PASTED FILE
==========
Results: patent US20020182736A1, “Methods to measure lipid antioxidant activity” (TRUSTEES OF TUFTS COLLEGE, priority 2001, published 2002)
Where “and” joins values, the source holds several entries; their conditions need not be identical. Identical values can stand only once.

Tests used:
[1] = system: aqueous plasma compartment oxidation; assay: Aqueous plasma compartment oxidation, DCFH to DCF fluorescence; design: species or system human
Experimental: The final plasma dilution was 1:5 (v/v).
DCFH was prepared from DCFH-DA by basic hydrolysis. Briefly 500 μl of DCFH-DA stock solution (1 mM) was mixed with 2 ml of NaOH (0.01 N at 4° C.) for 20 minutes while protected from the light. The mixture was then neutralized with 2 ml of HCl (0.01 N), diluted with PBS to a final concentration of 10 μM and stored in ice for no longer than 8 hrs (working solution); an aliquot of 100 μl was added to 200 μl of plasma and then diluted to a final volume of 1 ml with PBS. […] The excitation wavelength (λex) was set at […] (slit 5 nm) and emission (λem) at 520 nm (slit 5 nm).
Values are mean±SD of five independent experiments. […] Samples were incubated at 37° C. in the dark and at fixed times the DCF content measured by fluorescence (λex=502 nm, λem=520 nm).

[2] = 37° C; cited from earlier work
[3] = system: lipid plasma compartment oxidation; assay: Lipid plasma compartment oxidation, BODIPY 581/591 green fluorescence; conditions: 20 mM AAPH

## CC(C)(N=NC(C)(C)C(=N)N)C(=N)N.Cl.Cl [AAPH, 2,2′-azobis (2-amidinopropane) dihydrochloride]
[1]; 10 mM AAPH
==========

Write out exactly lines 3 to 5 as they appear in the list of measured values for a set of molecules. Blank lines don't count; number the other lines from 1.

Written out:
Tests used:
[1] = system: aqueous plasma compartment oxidation; assay: Aqueous plasma compartment oxidation, DCFH to DCF fluorescence; design: species or system human
Experimental: The final plasma dilution was 1:5 (v/v).